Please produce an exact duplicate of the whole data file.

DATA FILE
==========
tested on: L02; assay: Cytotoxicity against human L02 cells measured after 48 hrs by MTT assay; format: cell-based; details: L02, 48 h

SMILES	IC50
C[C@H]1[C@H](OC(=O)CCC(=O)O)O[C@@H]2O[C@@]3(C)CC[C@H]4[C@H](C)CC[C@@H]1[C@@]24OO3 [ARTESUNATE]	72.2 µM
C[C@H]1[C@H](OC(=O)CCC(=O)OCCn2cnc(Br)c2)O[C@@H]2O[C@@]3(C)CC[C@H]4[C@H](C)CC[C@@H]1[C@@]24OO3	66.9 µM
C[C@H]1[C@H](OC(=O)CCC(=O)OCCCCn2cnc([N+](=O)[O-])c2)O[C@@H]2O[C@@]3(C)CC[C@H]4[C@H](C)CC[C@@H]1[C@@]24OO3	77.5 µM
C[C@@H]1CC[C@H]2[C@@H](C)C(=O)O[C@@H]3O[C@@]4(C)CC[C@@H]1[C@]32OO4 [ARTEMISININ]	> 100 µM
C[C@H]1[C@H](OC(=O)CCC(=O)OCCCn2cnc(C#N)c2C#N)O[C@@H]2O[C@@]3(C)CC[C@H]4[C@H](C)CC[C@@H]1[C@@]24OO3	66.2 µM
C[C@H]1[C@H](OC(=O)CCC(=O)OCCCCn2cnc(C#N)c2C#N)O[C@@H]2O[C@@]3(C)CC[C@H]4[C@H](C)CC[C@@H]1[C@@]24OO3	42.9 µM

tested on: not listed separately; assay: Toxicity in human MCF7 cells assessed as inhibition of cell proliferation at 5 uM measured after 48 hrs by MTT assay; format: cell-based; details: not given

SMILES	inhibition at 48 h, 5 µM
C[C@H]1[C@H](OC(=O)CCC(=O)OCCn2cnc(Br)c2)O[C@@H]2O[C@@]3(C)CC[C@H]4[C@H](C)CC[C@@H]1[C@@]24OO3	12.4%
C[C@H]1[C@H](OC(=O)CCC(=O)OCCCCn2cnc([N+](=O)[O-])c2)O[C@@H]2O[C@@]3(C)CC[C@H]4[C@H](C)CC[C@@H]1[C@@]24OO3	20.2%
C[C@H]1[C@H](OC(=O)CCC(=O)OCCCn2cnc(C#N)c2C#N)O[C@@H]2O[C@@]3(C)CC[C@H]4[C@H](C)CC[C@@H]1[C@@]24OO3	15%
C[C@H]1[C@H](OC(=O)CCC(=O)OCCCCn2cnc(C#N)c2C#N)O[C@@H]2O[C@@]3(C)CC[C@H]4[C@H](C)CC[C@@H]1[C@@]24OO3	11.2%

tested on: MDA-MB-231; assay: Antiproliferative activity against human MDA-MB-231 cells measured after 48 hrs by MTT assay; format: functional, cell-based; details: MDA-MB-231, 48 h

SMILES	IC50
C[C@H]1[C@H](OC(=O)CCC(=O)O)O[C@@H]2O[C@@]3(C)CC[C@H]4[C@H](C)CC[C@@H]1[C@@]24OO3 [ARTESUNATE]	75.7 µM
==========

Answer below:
tested on: L02; assay: Cytotoxicity against human L02 cells measured after 48 hrs by MTT assay; format: cell-based; details: L02, 48 h

SMILES	IC50
C[C@H]1[C@H](OC(=O)CCC(=O)O)O[C@@H]2O[C@@]3(C)CC[C@H]4[C@H](C)CC[C@@H]1[C@@]24OO3 [ARTESUNATE]	72.2 µM
C[C@H]1[C@H](OC(=O)CCC(=O)OCCn2cnc(Br)c2)O[C@@H]2O[C@@]3(C)CC[C@H]4[C@H](C)CC[C@@H]1[C@@]24OO3	66.9 µM
C[C@H]1[C@H](OC(=O)CCC(=O)OCCCCn2cnc([N+](=O)[O-])c2)O[C@@H]2O[C@@]3(C)CC[C@H]4[C@H](C)CC[C@@H]1[C@@]24OO3	77.5 µM
C[C@@H]1CC[C@H]2[C@@H](C)C(=O)O[C@@H]3O[C@@]4(C)CC[C@@H]1[C@]32OO4 [ARTEMISININ]	> 100 µM
C[C@H]1[C@H](OC(=O)CCC(=O)OCCCn2cnc(C#N)c2C#N)O[C@@H]2O[C@@]3(C)CC[C@H]4[C@H](C)CC[C@@H]1[C@@]24OO3	66.2 µM
C[C@H]1[C@H](OC(=O)CCC(=O)OCCCCn2cnc(C#N)c2C#N)O[C@@H]2O[C@@]3(C)CC[C@H]4[C@H](C)CC[C@@H]1[C@@]24OO3	42.9 µM

tested on: not listed separately; assay: Toxicity in human MCF7 cells assessed as inhibition of cell proliferation at 5 uM measured after 48 hrs by MTT assay; format: cell-based; details: not given

SMILES	inhibition at 48 h, 5 µM
C[C@H]1[C@H](OC(=O)CCC(=O)OCCn2cnc(Br)c2)O[C@@H]2O[C@@]3(C)CC[C@H]4[C@H](C)CC[C@@H]1[C@@]24OO3	12.4%
C[C@H]1[C@H](OC(=O)CCC(=O)OCCCCn2cnc([N+](=O)[O-])c2)O[C@@H]2O[C@@]3(C)CC[C@H]4[C@H](C)CC[C@@H]1[C@@]24OO3	20.2%
C[C@H]1[C@H](OC(=O)CCC(=O)OCCCn2cnc(C#N)c2C#N)O[C@@H]2O[C@@]3(C)CC[C@H]4[C@H](C)CC[C@@H]1[C@@]24OO3	15%
C[C@H]1[C@H](OC(=O)CCC(=O)OCCCCn2cnc(C#N)c2C#N)O[C@@H]2O[C@@]3(C)CC[C@H]4[C@H](C)CC[C@@H]1[C@@]24OO3	11.2%

tested on: MDA-MB-231; assay: Antiproliferative activity against human MDA-MB-231 cells measured after 48 hrs by MTT assay; format: functional, cell-based; details: MDA-MB-231, 48 h

SMILES	IC50
C[C@H]1[C@H](OC(=O)CCC(=O)O)O[C@@H]2O[C@@]3(C)CC[C@H]4[C@H](C)CC[C@@H]1[C@@]24OO3 [ARTESUNATE]	75.7 µM